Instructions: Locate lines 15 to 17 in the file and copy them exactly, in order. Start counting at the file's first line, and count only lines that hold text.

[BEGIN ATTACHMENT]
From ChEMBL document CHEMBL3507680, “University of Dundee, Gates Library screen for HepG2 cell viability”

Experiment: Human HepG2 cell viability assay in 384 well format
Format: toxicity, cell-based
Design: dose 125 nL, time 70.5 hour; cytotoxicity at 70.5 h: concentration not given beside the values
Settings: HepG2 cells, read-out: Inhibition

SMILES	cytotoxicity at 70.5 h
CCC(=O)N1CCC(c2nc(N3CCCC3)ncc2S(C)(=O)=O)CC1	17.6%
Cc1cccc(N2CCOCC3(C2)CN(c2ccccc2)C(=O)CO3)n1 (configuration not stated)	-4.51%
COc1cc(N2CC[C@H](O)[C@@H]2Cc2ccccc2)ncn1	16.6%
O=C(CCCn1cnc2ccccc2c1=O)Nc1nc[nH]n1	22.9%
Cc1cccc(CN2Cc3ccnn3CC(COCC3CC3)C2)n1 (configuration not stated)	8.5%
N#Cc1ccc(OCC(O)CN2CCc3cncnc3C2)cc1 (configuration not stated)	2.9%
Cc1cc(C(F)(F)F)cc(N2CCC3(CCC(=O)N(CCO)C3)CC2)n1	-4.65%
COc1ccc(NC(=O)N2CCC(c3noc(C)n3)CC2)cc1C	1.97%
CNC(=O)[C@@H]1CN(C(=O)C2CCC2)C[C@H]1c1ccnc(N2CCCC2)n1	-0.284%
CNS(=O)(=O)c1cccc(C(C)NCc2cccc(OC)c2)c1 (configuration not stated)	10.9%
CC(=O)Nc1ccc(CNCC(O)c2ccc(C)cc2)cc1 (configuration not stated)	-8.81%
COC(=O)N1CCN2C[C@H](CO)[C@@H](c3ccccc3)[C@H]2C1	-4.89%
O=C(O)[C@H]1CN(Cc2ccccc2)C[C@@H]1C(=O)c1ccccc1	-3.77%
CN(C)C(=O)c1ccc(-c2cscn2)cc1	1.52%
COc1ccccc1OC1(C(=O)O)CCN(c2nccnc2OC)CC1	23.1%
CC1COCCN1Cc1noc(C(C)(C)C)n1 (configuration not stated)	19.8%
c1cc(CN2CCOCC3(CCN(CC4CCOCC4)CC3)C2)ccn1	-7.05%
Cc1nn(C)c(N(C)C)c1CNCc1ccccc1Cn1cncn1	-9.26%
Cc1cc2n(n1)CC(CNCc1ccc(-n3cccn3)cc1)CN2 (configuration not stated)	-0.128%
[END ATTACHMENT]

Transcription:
CNC(=O)[C@@H]1CN(C(=O)C2CCC2)C[C@H]1c1ccnc(N2CCCC2)n1	-0.284%
CNS(=O)(=O)c1cccc(C(C)NCc2cccc(OC)c2)c1 (configuration not stated)	10.9%
CC(=O)Nc1ccc(CNCC(O)c2ccc(C)cc2)cc1 (configuration not stated)	-8.81%